African armyworm (Spodoptera exempta) (AAW) infestations were reported in June in Ethiopia and Uganda, where control operations were carried out with material and technical assistance from the MoA (DLCO-EA, IRLOC-CSA, PPD/Uganda).
Fall armyworm (Spodoptera frugiperda) (FAW) continued affecting maize sorghum, and other crops in Ethiopia, Kenya, South Sudan, Uganda, Malawi, Zambia and Zimbabwe during June. The pest continues its northward migration following the inter-tropical front and taking advantage of the associated rain to breed. No update was received from other countries during this month (DLCO-EA, IRLCO-CSA, PPD/Uganda, PHS/Tanzania). At its current speed of travel across Africa, FAW will likely take advantage of the seasonal wind trajectory and continue its migration and reach beyond eastern Africa to invade outside the region and perhaps its reach will continue beyond the boundaries of the continent.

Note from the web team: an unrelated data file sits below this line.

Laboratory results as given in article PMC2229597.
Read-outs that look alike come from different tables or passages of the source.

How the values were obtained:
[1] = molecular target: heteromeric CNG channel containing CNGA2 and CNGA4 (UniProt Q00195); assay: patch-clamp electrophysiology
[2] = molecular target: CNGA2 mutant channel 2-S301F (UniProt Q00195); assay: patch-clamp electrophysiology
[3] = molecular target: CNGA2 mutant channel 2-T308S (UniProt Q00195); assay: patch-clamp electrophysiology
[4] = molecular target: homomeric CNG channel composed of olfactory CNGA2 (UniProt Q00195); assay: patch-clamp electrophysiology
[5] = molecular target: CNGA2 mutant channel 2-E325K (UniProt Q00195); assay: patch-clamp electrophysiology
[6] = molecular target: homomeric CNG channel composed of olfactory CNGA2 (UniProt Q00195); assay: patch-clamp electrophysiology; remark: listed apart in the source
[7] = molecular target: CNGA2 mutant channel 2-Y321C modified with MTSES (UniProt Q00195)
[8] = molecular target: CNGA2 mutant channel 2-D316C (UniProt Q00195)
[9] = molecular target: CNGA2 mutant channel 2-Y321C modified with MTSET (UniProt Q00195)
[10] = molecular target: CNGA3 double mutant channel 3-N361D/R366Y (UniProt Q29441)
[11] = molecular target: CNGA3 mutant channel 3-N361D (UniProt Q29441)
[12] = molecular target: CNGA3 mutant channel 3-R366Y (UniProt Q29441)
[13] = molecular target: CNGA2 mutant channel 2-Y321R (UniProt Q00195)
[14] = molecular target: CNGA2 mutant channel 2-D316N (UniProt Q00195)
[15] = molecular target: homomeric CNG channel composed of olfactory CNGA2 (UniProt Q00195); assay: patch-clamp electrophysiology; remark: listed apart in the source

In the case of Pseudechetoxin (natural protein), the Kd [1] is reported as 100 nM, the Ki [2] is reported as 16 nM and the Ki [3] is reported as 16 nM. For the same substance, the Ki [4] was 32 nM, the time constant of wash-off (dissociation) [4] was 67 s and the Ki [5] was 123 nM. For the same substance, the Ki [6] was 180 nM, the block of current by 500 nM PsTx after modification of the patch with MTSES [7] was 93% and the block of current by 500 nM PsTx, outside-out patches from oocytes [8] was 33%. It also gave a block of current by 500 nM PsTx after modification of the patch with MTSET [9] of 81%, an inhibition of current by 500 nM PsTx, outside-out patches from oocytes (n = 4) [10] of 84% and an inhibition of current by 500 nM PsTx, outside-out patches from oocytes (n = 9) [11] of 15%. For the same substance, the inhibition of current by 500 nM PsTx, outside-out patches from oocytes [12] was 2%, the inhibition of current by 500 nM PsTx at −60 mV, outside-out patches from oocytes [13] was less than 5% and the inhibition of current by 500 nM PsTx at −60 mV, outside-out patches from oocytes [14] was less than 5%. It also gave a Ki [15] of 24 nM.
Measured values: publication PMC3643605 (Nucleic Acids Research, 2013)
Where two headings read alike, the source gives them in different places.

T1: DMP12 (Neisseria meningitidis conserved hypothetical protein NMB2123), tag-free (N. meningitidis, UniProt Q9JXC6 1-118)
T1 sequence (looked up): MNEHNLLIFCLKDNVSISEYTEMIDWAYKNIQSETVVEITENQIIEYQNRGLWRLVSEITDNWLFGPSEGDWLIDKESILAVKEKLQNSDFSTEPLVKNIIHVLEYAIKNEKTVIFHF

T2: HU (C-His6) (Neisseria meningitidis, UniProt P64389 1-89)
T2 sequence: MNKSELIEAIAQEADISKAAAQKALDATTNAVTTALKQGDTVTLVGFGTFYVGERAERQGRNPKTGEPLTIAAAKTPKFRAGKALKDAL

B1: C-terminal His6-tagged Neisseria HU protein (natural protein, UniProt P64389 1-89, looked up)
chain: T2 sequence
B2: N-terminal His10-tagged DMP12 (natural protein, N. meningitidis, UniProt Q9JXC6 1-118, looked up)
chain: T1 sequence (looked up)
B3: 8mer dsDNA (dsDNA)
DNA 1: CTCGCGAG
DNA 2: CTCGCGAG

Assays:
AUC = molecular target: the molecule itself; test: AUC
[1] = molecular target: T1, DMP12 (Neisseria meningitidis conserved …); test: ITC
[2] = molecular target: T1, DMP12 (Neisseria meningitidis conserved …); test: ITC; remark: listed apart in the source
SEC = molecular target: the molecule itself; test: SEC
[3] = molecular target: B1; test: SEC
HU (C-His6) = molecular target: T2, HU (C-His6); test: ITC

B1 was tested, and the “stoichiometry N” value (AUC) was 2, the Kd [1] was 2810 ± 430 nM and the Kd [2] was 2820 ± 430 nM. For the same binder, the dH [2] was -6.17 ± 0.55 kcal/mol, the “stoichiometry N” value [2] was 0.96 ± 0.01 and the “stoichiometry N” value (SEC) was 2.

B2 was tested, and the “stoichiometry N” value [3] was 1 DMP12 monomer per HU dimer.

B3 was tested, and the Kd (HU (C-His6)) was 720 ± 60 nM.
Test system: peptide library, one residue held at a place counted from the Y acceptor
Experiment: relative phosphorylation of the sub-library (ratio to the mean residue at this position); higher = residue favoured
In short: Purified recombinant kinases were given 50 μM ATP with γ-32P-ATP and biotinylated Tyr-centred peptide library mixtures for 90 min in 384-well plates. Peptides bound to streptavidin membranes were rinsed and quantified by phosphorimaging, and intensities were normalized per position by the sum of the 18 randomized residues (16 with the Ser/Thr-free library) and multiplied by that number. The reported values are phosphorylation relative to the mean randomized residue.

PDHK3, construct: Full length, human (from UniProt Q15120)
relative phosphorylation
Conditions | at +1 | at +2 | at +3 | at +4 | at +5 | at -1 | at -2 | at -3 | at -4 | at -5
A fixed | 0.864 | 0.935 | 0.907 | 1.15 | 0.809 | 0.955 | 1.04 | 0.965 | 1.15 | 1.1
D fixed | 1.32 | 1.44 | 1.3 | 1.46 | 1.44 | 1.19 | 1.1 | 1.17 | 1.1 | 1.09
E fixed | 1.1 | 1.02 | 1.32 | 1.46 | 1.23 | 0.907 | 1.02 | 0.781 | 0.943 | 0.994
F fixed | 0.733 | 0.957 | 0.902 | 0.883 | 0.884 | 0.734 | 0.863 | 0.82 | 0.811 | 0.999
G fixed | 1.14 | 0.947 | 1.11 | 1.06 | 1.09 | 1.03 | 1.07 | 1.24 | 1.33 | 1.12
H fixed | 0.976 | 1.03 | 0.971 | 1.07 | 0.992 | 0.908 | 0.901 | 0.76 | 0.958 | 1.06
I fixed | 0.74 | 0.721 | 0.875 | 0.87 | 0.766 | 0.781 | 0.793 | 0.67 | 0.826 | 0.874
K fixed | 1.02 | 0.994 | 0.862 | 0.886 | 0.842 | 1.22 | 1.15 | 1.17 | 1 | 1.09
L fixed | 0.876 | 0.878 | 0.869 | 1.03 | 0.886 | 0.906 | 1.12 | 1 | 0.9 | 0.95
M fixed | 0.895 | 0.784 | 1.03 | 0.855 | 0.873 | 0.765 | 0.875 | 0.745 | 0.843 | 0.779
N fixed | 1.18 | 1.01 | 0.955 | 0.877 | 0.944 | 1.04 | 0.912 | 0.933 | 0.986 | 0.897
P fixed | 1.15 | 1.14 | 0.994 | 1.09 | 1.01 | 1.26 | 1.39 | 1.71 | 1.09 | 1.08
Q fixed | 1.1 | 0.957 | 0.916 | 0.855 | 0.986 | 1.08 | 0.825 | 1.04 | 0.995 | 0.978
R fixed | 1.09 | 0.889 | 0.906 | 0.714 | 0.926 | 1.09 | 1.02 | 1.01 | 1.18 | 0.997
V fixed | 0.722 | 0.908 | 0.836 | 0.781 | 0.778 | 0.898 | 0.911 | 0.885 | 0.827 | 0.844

African Armyworm (Spodoptera exempta) (AAW):
AAW outbreaks continued affecting sorghum crops and pasture in Dire Dawa, Oromya and the SNNPR, Ethiopia, where 60 districts were affected more than 80,300 ha of crops and 35,420 ha of pasture and control operations treated close to 27,960 ha using 38,384 liters of pesticides. AAW outbreaks were not reported in other breeding areas during this period (DLCO-EA, IRLCO-CSA. PPD/Uganda).
Fall armyworm (Spodoptera frugiperda) (FAW):